There's a battle brewing in MLS. Yes, there's a season getting ready to start, but that may prove to serve as a mere backdrop to what will likely be going behind the scenes in the boardrooms where the owners are negotiating a new Collective Bargaining Agreement with the players.
The last time the two sides did this, the landscape was very different. It was 2010, as you may remember, and all the talk was about how avoiding a work stoppage was of utmost importance because big things seemed to be on the horizon. It was a World Cup year, Red Bull Arena was set to become the first real American soccer palace and the Philadelphia Union were getting ready to join after an unprecedented level of grass-roots support. The league wasn't "there" yet, but you could see the building blocks forming.
Despite negotiations running deep into the preseason, a work-stoppage was ultimately avoided. Players didn't get the free agency they had wanted, but they got a 10 percent bump on the salary cap followed by four more years of 5 percent annual raises. They also received a significant increase in the minimum salary, as well as guaranteed raises built into contracts for more experienced players. There were lots of small steps that added up to the average player being better off.
That deal, which ran for five years, also set the foundation for remarkable growth across the league. The league's total attendance was a 16 percent higher in 2013 than it was in 2009; the number of roster spots available has mushroomed from 360 in 2009 to 570 in 2014; the average salary has grown from about $120,000 in 2009 to almost $150,000 in 2013; and, perhaps the most encouraging gain, was that the minimum went from a paltry $12,900 as recently as 2007 to a semi-respectable $37,500 last year.
The league, as a business, is hardly recognizable to what it was prior to the current CBA. A league that was still talking about survival back at the start of 2010 is now openly gunning for a position among the world's top leagues (however that's defined).
And that's what makes this looming battle over the CBA so interesting.
The players know all this. They can see massive amounts of money being spent on the likes of Clint Dempsey, Michael Bradley and Jermain Defoe. When they hear that a MLS team might be willing to guarantee a 36-year-old Didier Drogba about $9 million, they believe it's at least a possibility. You can rest assured they are aware that the new TV rights deal could bring in upwards of $100 million a year. Expansion fees are rising at a remarkable rate.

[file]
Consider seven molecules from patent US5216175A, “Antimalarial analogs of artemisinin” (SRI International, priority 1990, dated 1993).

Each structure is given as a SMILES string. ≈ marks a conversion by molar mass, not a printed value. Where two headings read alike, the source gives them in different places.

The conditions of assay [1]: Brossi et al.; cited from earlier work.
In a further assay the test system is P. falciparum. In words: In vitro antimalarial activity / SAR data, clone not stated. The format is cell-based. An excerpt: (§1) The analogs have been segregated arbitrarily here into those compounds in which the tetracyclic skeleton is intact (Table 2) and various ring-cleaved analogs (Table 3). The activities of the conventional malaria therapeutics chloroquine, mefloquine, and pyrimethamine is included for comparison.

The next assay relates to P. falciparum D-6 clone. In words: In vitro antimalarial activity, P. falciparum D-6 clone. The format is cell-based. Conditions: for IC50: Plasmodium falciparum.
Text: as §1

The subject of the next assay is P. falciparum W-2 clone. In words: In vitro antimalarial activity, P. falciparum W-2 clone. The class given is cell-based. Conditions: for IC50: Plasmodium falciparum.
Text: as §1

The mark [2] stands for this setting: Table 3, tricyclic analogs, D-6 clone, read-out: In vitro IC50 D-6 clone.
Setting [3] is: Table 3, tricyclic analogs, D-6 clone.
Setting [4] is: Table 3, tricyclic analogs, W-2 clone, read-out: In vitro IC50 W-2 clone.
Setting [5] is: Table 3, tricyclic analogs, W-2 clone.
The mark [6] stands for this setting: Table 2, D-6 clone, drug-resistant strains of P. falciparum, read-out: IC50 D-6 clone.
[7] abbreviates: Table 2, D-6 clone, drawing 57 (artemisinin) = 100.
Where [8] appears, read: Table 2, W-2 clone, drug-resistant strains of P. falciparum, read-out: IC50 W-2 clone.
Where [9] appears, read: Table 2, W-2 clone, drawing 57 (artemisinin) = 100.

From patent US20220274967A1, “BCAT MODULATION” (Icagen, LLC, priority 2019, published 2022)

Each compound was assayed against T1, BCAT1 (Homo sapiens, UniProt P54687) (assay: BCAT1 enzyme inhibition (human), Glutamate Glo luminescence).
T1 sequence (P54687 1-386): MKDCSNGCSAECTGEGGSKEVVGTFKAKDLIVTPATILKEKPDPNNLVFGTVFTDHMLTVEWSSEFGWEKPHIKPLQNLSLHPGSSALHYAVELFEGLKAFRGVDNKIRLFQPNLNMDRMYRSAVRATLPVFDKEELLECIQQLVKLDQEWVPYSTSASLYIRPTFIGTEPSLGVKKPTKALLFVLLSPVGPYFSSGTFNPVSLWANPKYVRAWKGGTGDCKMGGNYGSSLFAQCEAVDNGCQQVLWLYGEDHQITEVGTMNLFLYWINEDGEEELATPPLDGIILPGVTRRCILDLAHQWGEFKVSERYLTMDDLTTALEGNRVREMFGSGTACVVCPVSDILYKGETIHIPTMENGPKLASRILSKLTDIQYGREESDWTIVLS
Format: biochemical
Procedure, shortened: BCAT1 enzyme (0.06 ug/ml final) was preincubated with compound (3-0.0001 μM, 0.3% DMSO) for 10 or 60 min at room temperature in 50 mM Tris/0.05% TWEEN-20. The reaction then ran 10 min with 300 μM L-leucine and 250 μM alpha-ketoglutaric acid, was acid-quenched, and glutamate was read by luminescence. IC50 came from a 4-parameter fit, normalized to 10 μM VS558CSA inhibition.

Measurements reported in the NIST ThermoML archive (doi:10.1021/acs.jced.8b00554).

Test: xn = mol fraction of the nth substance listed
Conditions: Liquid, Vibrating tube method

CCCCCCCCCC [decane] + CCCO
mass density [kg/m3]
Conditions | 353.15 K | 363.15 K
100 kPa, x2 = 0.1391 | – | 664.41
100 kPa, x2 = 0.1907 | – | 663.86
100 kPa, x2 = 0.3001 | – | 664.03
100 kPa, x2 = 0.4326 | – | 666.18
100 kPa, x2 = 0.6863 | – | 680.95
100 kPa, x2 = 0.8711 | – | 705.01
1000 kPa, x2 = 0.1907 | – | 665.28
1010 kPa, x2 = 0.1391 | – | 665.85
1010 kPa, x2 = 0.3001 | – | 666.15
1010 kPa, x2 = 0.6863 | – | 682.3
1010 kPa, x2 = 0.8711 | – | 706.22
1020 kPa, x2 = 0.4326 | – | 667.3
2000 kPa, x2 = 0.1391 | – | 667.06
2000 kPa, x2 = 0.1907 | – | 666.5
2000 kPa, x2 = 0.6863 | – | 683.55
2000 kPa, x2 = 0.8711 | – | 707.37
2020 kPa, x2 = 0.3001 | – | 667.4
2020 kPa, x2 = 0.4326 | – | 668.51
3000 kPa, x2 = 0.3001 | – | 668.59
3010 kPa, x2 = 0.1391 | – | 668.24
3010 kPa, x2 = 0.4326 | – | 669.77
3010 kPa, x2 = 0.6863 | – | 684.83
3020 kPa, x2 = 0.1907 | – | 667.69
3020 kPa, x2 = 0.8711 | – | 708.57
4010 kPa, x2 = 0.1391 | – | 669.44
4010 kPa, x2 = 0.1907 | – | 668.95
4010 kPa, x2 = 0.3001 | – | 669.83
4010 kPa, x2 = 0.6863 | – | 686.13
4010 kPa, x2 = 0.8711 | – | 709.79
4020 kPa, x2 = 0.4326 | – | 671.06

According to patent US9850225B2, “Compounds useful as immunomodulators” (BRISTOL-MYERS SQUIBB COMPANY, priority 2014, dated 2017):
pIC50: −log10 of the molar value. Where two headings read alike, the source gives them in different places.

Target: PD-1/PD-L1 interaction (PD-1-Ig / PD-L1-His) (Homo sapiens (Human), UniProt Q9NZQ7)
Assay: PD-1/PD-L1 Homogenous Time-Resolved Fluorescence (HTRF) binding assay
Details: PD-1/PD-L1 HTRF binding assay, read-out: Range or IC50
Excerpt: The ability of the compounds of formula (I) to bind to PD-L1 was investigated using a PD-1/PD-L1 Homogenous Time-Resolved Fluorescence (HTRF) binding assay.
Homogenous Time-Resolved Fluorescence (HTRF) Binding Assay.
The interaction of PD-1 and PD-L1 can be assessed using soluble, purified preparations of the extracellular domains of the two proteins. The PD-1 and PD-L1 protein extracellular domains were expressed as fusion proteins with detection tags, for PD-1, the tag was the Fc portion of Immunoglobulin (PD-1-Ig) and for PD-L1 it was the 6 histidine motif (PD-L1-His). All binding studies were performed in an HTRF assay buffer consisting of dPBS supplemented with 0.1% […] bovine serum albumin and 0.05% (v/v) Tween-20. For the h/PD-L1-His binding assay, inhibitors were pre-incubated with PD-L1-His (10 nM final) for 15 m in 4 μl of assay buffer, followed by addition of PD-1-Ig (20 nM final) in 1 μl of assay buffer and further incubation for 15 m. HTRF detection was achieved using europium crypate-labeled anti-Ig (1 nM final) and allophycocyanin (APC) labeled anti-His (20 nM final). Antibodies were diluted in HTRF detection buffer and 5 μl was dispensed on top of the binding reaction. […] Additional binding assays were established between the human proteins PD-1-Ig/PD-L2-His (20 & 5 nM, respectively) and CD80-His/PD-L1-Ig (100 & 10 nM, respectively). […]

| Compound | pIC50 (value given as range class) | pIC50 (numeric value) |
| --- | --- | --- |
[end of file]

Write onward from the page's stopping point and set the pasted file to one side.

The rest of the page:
The league is going to counter that many teams are still losing money and that the Chivas USA situation shows just how volatile the market remains. They are going to want to retain as much control over how they spend their money as possible.
There's also the reality that for all the gains the upper and lower earners in the league have made, the median MLS salary has not gotten much better over the course of the current CBA. In 2009, the median MLS player made about $76,000. Keeping in mind that the players pool has grown dramatically, it's less encouraging that the median now hovers around $90,000. That's an increase of about 18 percent, which is well short of the salary cap rising about 30 percent over the same period.
Considering there are a lot more players that make close to the median than can even aspire to being Designated Players, you can understand why this could prove to be a real rallying point for the union.
The MLS owners are going to surely be willing to raise the salary, maybe be even more than the 10 percent initial bump they gave in 2010. It wouldn't be a surprise to me that over the course of a five-year CBA that they'd even be willing to go as high as 50 or 60 percent. But they are also going to want to pick and choose how to spend that money. Maybe that means adding a fourth DP, which depending on how it's structured, could eat up a significant portion of that salary-cap bump. Owners are also going to want more latitude when it comes to signing foreigners, as that's the easiest and fastest way to improve the talent pool.
But neither of those things are automatically going help your average American soccer player. Now, it can certainly be argued that the domestic league should be worried primarily about putting out the best league possible, but its connection to the American development system and to the United States national team are undeniable. While the MLS Players' Union isn't expressly tasked with addressing those issues either, they have a bit more of a vested interest as the vast majority of their members are American.
Sure, the Players Union is going to push for free agency and all kinds of things like that which the average MLS fan may not ultimately care about. But watch these negotiations closely, and more specifically what gains the union is able to make in terms of securing a more stable middle-class. That's where the future of American soccer may really lie.